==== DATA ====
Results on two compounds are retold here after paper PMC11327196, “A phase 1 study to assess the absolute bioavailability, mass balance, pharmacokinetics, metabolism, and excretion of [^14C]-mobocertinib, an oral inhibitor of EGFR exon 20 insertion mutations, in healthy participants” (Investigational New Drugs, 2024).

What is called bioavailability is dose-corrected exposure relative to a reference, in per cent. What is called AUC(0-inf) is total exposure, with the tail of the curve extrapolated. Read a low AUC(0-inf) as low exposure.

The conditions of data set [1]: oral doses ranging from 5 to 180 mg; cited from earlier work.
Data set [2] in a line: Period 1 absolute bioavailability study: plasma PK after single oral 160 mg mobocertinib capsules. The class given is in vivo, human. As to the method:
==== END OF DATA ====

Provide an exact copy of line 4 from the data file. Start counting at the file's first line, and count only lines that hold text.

Data set [2] in a line: Period 1 absolute bioavailability study: plasma PK after single oral 160 mg mobocertinib capsules. The class given is in vivo, human. As to the method: